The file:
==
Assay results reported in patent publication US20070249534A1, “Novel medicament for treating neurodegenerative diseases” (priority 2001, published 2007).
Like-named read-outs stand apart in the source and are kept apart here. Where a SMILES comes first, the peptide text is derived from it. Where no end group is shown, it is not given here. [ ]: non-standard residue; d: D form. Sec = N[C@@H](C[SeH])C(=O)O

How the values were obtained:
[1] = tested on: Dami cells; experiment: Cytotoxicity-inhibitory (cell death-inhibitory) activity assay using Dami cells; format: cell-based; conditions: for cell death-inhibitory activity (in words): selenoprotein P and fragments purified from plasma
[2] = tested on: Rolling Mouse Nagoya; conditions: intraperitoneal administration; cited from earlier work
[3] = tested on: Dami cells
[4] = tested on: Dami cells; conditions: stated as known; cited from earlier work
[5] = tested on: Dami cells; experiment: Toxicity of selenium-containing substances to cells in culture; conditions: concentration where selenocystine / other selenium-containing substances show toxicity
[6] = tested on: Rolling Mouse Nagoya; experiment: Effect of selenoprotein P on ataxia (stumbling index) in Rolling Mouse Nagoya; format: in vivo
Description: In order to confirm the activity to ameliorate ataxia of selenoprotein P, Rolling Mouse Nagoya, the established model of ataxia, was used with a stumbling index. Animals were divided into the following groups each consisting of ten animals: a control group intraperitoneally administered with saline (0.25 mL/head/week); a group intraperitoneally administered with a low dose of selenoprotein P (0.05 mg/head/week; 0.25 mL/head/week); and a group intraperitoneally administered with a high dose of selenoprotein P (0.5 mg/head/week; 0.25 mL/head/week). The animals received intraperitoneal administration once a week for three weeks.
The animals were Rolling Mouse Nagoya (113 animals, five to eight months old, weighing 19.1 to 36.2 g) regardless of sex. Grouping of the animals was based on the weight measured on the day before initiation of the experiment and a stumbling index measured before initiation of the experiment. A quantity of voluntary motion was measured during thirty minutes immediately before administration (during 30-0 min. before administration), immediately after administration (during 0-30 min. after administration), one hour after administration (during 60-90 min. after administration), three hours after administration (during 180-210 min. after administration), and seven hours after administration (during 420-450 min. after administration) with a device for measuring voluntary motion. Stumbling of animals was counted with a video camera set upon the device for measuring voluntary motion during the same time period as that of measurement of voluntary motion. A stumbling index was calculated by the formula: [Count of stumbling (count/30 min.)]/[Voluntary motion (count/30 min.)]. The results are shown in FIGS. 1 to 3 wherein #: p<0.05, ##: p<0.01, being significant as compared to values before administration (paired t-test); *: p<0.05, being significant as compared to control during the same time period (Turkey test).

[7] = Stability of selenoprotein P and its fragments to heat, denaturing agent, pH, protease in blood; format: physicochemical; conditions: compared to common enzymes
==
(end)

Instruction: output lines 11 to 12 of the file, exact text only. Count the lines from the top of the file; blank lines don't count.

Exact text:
The animals were Rolling Mouse Nagoya (113 animals, five to eight months old, weighing 19.1 to 36.2 g) regardless of sex. Grouping of the animals was based on the weight measured on the day before initiation of the experiment and a stumbling index measured before initiation of the experiment. A quantity of voluntary motion was measured during thirty minutes immediately before administration (during 30-0 min. before administration), immediately after administration (during 0-30 min. after administration), one hour after administration (during 60-90 min. after administration), three hours after administration (during 180-210 min. after administration), and seven hours after administration (during 420-450 min. after administration) with a device for measuring voluntary motion. Stumbling of animals was counted with a video camera set upon the device for measuring voluntary motion during the same time period as that of measurement of voluntary motion. A stumbling index was calculated by the formula: [Count of stumbling (count/30 min.)]/[Voluntary motion (count/30 min.)]. The results are shown in FIGS. 1 to 3 wherein #: p<0.05, ##: p<0.01, being significant as compared to values before administration (paired t-test); *: p<0.05, being significant as compared to control during the same time period (Turkey test).

[7] = Stability of selenoprotein P and its fragments to heat, denaturing agent, pH, protease in blood; format: physicochemical; conditions: compared to common enzymes